2. Why is the read miss ratio of the 8K write-back cache essentially 100% and the bus usage so much higher?
  3. Why does the 512K cache have better performance than the small write-back cache?
  4. What you'd really like for the 512K cache is to be able to use a block size of 8 bytes on a 32-byte-sector, and still have the cache fetch an entire sector on read miss (prefetching the entire sector on miss), but only make valid+dirty a single block on a write miss while leaving all other blocks within a sector invalid on a write miss. This scheme would suppress reads needed to fill out the block size of greater than 8 bytes on a write miss. How would you expect the simulation results from the 512K cache simulation to change if dinero could simulate this arrangement (which it can't for implementation reasons) -- specifically what would the new number of bus cycles would be for this "smart sectoring" approach? (Hints: if you want to understand the write behavior better try a dinero simluation changed to an 8-byte block size and think about the results; but realize that this isn't exactly what this problem is asking. This problem requires you to look at your dinero output and see how it would differ if "smart sectoring" were implemented.)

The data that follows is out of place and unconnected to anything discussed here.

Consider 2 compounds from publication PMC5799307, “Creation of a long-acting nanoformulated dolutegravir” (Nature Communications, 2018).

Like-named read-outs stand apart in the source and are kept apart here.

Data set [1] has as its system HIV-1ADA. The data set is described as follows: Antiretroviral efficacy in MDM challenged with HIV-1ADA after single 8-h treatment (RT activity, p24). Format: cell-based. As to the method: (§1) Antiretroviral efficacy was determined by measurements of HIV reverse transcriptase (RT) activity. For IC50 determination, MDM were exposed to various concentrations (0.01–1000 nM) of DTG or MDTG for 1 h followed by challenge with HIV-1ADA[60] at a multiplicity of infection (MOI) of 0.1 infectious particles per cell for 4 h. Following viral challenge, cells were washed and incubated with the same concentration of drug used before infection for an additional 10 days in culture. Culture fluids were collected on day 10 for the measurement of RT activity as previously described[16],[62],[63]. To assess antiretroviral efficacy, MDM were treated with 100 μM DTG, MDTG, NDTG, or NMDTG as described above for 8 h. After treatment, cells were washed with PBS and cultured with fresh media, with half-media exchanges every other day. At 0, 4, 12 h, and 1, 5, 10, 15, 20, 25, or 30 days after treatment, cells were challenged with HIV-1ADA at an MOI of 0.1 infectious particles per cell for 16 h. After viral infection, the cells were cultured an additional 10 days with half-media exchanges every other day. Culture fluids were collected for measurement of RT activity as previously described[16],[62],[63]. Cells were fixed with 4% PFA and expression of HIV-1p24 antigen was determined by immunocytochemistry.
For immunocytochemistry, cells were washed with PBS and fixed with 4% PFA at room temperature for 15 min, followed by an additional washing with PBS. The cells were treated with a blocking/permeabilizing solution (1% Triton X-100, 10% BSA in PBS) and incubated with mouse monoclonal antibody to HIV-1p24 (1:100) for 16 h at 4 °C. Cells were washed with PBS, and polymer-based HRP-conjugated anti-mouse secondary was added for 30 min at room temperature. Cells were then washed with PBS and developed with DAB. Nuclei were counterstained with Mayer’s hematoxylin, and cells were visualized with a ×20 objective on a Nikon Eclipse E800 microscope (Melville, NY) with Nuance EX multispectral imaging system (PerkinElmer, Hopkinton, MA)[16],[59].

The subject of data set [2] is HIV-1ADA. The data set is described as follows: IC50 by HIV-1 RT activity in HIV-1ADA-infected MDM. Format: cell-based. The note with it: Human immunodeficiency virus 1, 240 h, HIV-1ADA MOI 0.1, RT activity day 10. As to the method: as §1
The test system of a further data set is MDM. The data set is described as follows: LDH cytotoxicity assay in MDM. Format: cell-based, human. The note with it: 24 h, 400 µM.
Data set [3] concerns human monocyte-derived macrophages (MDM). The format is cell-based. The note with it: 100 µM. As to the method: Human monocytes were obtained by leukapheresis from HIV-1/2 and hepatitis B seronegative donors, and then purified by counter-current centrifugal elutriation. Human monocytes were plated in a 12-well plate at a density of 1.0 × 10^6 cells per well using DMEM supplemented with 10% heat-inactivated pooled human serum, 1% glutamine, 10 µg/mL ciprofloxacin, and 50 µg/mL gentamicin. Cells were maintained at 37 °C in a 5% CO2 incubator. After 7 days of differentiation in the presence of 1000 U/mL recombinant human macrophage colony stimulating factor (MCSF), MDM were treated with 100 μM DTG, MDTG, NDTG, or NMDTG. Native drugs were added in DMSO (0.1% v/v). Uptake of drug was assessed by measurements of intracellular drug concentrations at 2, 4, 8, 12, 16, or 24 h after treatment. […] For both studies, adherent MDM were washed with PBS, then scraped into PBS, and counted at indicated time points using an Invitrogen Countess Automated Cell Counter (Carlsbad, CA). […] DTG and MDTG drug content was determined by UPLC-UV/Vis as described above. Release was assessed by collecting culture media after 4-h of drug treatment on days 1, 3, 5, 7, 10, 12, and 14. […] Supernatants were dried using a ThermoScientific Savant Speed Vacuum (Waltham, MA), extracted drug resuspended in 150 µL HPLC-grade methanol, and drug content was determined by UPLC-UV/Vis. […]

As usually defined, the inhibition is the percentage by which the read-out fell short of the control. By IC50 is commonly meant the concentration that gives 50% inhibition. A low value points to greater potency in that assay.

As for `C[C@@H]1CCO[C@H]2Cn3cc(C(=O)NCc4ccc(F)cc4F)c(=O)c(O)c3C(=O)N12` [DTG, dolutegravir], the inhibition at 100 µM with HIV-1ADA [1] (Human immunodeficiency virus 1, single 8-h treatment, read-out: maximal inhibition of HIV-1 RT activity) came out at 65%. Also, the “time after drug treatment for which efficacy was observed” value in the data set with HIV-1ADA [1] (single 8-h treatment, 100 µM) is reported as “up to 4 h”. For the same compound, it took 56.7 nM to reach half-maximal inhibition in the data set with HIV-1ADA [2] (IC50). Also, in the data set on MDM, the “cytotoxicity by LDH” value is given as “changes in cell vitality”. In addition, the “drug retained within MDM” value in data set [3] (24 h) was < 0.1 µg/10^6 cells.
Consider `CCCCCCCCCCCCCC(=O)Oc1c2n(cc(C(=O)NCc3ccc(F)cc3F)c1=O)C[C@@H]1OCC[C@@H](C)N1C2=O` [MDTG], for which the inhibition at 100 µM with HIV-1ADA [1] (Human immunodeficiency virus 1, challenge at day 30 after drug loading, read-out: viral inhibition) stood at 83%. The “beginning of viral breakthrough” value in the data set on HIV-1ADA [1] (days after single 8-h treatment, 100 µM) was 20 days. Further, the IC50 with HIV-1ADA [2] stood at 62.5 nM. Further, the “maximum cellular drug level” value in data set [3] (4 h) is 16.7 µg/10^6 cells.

5. Compute the theoretical minimum number of bus cycles if you consider only accesses to the data arrays. How much overhead (in bus cycles) is being spent on subroutine calling overhead (compare the theoretical result to the "smart sectoring" result for the 512K cache.).

3. Use the following simplified timing model and compute the effective memory access time for data accesses on the three examples in part 1 of this problem, showing them in a table. (We're going to ignore instruction memory for the purposes of illustrating a point). Which option is the fastest? This timing model has specifically been simplified to ignore any data dependencies or other fine-grain timing effects; instead it is more of a "plumbing" model dealing with gross data flow rates. This problem asks you to consider 2 ways in which you might be limited in each of the three configurations: memory access latency or bus bandwidth. Either effective memory access time (as in a total for the whole program) or average effective memory access time are fine.

4. Model a two-level cache with the parameters below. Note that the L1 cache can now have a 32-byte bus instead of the 16-byte bus used in earlier 8K cache examples because it is connected to an L2 cache instead of to a memory bus. Report the dinero command line, data read miss rate, data write miss rate, and total bus usage for each cache as you did for part 1 of this problem. How much better (in clocks, not as a ratio) is this composite 2-level cache performance than the best case from part 3 of this problem? Use the simplified timing model below.